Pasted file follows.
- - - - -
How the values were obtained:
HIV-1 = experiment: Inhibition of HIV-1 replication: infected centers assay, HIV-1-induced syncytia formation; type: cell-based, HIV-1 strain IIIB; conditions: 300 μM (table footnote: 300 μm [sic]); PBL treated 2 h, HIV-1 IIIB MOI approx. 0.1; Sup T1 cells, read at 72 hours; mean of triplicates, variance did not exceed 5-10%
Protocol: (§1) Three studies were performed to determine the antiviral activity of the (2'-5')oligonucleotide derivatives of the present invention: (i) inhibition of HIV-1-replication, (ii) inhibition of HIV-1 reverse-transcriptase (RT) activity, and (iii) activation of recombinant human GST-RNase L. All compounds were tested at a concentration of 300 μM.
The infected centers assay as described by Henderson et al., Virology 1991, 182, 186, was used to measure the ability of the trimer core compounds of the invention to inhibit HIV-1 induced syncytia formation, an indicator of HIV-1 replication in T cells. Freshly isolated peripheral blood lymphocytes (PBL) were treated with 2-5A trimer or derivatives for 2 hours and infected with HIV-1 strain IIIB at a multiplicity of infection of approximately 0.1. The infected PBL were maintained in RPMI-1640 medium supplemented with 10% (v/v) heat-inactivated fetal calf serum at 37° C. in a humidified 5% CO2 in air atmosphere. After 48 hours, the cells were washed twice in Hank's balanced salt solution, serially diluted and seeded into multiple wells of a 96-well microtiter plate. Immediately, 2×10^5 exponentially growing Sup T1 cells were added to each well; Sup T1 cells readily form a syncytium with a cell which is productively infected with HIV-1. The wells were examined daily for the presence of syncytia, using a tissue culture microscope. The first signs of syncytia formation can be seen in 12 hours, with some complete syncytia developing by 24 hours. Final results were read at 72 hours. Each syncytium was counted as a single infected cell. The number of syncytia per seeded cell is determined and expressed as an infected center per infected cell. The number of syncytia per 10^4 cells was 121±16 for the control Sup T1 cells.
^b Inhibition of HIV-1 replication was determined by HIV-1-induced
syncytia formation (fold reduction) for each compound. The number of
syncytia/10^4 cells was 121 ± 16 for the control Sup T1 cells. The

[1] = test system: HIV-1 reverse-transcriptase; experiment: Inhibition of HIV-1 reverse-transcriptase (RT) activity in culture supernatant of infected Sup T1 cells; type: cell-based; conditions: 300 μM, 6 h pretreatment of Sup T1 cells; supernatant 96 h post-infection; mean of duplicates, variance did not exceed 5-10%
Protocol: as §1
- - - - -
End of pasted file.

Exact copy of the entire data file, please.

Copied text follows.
How the values were obtained:
HIV-1 = experiment: Inhibition of HIV-1 replication: infected centers assay, HIV-1-induced syncytia formation; type: cell-based, HIV-1 strain IIIB; conditions: 300 μM (table footnote: 300 μm [sic]); PBL treated 2 h, HIV-1 IIIB MOI approx. 0.1; Sup T1 cells, read at 72 hours; mean of triplicates, variance did not exceed 5-10%
Protocol: (§1) Three studies were performed to determine the antiviral activity of the (2'-5')oligonucleotide derivatives of the present invention: (i) inhibition of HIV-1-replication, (ii) inhibition of HIV-1 reverse-transcriptase (RT) activity, and (iii) activation of recombinant human GST-RNase L. All compounds were tested at a concentration of 300 μM.
The infected centers assay as described by Henderson et al., Virology 1991, 182, 186, was used to measure the ability of the trimer core compounds of the invention to inhibit HIV-1 induced syncytia formation, an indicator of HIV-1 replication in T cells. Freshly isolated peripheral blood lymphocytes (PBL) were treated with 2-5A trimer or derivatives for 2 hours and infected with HIV-1 strain IIIB at a multiplicity of infection of approximately 0.1. The infected PBL were maintained in RPMI-1640 medium supplemented with 10% (v/v) heat-inactivated fetal calf serum at 37° C. in a humidified 5% CO2 in air atmosphere. After 48 hours, the cells were washed twice in Hank's balanced salt solution, serially diluted and seeded into multiple wells of a 96-well microtiter plate. Immediately, 2×10^5 exponentially growing Sup T1 cells were added to each well; Sup T1 cells readily form a syncytium with a cell which is productively infected with HIV-1. The wells were examined daily for the presence of syncytia, using a tissue culture microscope. The first signs of syncytia formation can be seen in 12 hours, with some complete syncytia developing by 24 hours. Final results were read at 72 hours. Each syncytium was counted as a single infected cell. The number of syncytia per seeded cell is determined and expressed as an infected center per infected cell. The number of syncytia per 10^4 cells was 121±16 for the control Sup T1 cells.
^b Inhibition of HIV-1 replication was determined by HIV-1-induced
syncytia formation (fold reduction) for each compound. The number of
syncytia/10^4 cells was 121 ± 16 for the control Sup T1 cells. The

[1] = test system: HIV-1 reverse-transcriptase; experiment: Inhibition of HIV-1 reverse-transcriptase (RT) activity in culture supernatant of infected Sup T1 cells; type: cell-based; conditions: 300 μM, 6 h pretreatment of Sup T1 cells; supernatant 96 h post-infection; mean of duplicates, variance did not exceed 5-10%
Protocol: as §1